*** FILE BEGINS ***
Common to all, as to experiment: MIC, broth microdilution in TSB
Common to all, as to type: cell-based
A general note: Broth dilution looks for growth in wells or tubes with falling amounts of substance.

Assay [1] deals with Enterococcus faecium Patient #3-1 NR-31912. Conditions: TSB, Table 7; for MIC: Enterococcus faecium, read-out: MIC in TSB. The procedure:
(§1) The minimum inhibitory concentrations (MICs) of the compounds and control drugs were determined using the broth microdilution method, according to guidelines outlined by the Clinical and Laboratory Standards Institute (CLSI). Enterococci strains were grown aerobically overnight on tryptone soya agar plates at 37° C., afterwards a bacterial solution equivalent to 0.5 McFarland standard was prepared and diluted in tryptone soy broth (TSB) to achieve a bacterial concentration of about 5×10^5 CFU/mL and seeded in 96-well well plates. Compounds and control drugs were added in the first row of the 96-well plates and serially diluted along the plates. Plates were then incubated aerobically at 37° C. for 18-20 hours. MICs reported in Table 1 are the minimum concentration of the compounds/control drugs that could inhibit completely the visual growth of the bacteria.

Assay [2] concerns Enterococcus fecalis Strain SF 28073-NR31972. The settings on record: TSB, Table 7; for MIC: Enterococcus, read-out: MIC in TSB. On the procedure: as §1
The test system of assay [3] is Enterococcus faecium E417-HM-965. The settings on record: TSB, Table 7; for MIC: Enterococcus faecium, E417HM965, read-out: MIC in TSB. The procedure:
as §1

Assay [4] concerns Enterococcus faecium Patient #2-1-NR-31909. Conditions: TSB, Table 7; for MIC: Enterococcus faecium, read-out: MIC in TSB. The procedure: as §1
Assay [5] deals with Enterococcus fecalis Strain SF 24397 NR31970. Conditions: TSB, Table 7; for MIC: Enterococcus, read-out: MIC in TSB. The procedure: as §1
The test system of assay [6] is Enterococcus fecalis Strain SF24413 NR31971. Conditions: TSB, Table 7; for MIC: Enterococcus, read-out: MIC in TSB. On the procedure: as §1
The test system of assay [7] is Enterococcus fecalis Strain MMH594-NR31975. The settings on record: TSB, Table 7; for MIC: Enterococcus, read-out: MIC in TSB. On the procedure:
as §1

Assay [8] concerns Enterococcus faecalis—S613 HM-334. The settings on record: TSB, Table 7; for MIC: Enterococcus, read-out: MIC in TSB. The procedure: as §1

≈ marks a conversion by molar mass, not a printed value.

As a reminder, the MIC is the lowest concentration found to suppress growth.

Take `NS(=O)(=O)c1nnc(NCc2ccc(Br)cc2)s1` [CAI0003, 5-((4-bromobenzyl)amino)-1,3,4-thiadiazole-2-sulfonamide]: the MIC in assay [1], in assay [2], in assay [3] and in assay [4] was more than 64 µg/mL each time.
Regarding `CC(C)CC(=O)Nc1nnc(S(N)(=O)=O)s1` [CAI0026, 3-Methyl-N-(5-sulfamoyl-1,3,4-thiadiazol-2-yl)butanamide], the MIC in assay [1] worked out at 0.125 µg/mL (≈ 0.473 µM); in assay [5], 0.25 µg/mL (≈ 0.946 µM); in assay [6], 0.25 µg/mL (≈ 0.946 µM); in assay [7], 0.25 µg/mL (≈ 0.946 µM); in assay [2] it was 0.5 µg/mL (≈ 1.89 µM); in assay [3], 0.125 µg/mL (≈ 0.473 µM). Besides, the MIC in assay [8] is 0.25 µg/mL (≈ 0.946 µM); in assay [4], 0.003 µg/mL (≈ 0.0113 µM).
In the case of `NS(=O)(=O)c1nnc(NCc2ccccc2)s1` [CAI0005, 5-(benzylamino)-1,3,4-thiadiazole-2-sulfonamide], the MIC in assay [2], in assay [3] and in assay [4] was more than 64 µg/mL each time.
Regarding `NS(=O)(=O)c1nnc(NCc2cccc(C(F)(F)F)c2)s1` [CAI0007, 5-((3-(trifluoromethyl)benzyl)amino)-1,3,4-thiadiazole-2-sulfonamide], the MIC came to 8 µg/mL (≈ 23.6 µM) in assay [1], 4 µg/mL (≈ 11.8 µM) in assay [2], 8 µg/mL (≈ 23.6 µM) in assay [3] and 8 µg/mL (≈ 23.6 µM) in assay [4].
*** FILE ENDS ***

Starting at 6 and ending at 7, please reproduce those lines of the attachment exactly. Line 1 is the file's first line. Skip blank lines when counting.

Assay [2] concerns Enterococcus fecalis Strain SF 28073-NR31972. The settings on record: TSB, Table 7; for MIC: Enterococcus, read-out: MIC in TSB. On the procedure: as §1
The test system of assay [3] is Enterococcus faecium E417-HM-965. The settings on record: TSB, Table 7; for MIC: Enterococcus faecium, E417HM965, read-out: MIC in TSB. The procedure: